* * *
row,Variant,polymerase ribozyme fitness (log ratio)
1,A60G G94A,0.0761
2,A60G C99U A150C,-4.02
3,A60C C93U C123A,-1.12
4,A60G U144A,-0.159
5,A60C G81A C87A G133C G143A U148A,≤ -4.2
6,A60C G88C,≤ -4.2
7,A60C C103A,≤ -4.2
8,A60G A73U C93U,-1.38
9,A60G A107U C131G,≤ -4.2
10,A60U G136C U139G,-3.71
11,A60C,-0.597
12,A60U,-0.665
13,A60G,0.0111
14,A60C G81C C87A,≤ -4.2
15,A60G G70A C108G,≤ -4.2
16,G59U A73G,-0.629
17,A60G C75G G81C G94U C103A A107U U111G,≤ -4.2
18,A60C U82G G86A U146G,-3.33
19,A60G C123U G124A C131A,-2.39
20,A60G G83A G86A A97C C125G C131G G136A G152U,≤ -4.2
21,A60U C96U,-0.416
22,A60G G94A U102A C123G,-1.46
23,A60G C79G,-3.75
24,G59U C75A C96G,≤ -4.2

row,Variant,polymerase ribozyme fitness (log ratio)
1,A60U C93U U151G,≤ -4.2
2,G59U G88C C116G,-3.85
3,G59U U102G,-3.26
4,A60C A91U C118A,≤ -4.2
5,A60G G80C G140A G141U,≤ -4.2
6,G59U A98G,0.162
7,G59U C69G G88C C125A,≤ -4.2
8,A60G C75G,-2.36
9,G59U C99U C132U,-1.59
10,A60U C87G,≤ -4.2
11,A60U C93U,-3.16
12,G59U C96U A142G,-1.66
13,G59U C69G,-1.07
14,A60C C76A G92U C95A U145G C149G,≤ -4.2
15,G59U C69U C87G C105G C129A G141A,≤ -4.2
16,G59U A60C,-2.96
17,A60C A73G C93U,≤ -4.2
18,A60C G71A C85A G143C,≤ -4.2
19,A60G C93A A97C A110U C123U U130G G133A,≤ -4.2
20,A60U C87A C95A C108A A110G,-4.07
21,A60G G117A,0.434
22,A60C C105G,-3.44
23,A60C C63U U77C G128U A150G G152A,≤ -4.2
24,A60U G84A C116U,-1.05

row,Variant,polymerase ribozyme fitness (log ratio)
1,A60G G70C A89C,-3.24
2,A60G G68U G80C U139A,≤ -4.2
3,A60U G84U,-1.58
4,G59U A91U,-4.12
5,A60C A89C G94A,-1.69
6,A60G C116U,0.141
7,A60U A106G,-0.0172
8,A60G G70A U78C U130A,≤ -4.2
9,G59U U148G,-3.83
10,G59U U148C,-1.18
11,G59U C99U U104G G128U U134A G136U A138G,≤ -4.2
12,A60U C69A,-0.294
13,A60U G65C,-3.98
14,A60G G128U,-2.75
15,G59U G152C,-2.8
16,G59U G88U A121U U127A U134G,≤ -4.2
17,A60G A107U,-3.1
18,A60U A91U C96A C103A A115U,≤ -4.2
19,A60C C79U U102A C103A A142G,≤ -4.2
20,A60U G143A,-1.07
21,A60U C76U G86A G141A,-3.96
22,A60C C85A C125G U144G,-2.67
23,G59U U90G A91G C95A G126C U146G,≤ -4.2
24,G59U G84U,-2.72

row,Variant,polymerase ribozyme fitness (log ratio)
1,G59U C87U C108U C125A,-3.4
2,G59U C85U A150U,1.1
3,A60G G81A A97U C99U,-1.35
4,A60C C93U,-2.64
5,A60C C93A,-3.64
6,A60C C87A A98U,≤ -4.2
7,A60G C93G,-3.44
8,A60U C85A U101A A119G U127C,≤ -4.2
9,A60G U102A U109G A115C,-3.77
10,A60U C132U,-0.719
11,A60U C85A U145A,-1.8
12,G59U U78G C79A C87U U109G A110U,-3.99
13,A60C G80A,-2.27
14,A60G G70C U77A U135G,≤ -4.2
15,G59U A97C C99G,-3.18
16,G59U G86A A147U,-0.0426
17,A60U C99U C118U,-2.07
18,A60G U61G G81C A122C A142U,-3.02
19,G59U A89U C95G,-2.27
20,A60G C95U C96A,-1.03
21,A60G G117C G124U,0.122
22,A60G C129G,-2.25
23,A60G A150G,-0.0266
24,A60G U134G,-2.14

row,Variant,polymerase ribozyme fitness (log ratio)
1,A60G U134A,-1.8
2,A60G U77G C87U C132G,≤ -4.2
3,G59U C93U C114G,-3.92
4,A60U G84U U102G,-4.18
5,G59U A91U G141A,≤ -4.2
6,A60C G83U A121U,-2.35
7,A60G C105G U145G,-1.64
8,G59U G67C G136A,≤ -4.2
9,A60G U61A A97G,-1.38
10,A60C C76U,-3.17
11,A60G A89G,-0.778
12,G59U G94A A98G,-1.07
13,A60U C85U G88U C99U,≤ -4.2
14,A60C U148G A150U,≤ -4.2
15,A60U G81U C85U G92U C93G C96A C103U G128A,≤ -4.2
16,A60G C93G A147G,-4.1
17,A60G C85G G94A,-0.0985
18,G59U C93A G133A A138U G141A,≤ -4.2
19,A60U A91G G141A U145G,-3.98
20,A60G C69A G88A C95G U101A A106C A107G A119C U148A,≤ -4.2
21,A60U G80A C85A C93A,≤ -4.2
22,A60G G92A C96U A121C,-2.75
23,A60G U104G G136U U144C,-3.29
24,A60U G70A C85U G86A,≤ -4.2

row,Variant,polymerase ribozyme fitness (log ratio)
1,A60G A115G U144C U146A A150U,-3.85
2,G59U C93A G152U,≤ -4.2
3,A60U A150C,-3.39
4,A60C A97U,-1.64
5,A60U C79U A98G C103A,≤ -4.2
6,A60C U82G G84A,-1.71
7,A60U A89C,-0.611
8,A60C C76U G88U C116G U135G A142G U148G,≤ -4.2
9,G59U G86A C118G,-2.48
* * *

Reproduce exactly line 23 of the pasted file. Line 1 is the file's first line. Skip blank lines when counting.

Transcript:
22,A60G G94A U102A C123G,-1.46